Through collaborations with hospital IT and healthcare workers, we validate our solutions through proof of concept studies, and then scale our solution to multiple hospitals as a product.
Using Machine Learning to Model Drug Interactions
How did I get here? It was a long journey. I started off studying computer science and physics in my undergraduate years. It was clear that software development would be useful in my “toolbox” of skills, and I primarily focused on the application of physics in healthcare.
For my PhD, I specifically focused on understanding where cancer drugs go in the body and what that means for cancer treatment response. I essentially integrated disparate data sources together to figure out where a cancer drug goes in the body after injection into a patient. I worked with a multi-disciplinary group of scientists to establish if it can be reliably tracked with imaging, building mathematical models to understand how a patient’s biology affects where the drug goes, and use machine learning to predict how much drug would be delivered to the cancer, with the ultimate goal of providing more context on response to that drug.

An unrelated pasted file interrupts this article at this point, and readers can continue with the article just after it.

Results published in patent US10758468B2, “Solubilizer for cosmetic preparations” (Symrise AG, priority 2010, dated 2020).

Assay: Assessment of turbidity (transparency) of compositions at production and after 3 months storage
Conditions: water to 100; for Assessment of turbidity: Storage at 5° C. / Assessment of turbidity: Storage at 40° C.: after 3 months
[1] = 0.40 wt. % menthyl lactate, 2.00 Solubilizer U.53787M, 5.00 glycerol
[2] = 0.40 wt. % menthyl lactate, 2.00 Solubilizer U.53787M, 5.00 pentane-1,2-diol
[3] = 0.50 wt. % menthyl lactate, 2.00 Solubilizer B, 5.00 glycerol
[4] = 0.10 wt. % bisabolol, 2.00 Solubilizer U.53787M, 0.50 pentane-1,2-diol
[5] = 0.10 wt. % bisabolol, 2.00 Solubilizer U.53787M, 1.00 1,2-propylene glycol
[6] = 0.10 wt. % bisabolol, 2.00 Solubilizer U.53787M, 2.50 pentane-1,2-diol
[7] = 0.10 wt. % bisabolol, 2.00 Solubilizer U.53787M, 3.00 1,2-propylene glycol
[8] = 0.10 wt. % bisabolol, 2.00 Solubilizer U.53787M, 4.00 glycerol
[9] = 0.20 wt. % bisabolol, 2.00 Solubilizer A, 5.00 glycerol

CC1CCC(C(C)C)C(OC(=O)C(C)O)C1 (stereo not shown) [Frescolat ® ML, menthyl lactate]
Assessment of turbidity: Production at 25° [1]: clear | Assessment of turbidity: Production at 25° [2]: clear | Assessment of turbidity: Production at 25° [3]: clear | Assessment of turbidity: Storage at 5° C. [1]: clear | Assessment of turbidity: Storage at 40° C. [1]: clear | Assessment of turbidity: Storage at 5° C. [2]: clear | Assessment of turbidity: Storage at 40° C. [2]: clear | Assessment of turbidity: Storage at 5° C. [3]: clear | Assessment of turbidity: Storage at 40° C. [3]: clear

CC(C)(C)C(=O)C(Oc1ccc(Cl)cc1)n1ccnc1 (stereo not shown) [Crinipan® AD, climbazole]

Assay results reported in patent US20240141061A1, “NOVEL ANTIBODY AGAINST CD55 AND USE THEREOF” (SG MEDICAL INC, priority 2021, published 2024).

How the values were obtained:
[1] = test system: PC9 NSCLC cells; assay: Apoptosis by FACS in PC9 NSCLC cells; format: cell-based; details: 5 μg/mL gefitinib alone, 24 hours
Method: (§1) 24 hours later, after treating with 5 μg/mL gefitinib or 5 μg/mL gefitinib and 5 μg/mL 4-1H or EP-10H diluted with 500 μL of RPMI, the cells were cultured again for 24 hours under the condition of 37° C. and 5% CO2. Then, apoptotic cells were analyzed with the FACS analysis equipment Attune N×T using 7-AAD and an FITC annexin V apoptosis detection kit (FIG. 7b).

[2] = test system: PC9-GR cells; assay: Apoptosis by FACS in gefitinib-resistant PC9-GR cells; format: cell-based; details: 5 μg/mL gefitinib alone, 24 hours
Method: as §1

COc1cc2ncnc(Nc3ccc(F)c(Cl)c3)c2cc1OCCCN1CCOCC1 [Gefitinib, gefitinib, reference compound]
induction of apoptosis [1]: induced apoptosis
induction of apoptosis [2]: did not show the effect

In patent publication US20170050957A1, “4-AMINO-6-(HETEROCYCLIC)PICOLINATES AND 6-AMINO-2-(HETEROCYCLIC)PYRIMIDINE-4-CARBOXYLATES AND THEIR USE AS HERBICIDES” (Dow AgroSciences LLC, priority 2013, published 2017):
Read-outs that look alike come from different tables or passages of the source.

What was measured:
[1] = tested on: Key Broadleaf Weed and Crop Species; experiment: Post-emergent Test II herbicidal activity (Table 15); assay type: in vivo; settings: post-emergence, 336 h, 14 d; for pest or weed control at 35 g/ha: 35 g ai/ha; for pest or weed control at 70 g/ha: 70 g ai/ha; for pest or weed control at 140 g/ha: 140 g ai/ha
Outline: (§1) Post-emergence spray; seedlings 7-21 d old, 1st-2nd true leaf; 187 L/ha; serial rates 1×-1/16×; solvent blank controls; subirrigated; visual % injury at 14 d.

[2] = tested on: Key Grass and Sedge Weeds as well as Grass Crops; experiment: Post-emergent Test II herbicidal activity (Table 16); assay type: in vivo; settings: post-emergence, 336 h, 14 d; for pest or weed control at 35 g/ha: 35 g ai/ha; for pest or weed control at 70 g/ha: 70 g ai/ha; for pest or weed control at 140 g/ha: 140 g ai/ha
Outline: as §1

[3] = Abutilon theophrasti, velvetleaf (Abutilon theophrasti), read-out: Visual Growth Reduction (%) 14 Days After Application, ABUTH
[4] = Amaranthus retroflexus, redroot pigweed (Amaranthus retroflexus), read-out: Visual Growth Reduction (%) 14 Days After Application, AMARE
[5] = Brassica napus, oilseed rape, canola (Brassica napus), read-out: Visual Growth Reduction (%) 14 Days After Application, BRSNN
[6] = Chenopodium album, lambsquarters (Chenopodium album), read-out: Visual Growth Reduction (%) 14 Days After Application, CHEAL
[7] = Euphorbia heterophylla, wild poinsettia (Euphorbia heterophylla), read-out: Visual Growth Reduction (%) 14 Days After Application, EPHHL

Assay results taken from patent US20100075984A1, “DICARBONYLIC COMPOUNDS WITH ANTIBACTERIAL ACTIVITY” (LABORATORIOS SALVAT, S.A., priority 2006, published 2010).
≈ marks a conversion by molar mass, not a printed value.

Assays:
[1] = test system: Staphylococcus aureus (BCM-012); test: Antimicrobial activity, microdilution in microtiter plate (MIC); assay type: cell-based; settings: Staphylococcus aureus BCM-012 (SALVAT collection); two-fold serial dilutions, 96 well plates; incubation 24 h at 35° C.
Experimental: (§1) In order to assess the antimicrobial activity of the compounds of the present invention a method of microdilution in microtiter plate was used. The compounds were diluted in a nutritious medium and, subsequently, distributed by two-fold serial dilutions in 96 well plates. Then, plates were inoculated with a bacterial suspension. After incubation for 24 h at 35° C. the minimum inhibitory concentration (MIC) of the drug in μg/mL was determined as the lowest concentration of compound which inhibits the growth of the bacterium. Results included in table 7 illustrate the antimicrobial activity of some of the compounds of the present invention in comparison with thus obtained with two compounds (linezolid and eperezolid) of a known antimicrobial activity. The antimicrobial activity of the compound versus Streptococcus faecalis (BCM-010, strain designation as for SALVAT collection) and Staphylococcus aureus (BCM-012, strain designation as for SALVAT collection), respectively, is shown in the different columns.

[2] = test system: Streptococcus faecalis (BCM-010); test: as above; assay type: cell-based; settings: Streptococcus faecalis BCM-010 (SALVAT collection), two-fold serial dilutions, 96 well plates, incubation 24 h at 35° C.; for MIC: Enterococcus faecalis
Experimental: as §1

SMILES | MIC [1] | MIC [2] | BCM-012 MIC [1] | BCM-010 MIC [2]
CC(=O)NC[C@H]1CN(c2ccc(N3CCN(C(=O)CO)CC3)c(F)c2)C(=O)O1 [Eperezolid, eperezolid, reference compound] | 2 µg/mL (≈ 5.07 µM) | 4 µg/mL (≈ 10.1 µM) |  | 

This was the origins of my data science career, although I was saddled with the need to collect and manage my own data. I didn’t have access to a database of already collected data. I continued this work as a post-doc at Harvard Medical School, at the Center for Systems Biology located in Massachusetts General Hospital. Essentially continuing to increase the types of data I was collecting to add more specificity to the modeling of drug transport in the body and predicting drug delivery to cancer.
At the end of my post-doc, I had an urge to move away from the research bench. Collecting my own data was getting tedious! I wanted to work with real healthcare patient data. So I joined Optum, which is a division of UnitedHealth Group. At Optum, I focused on both educating and leading a team of data scientists to develop machine-learning-based tools that could improve healthcare. We focused on operational delivery of healthcare and on building clinical decision support tools.
The Challenge of Hiring and Educating Data Scientists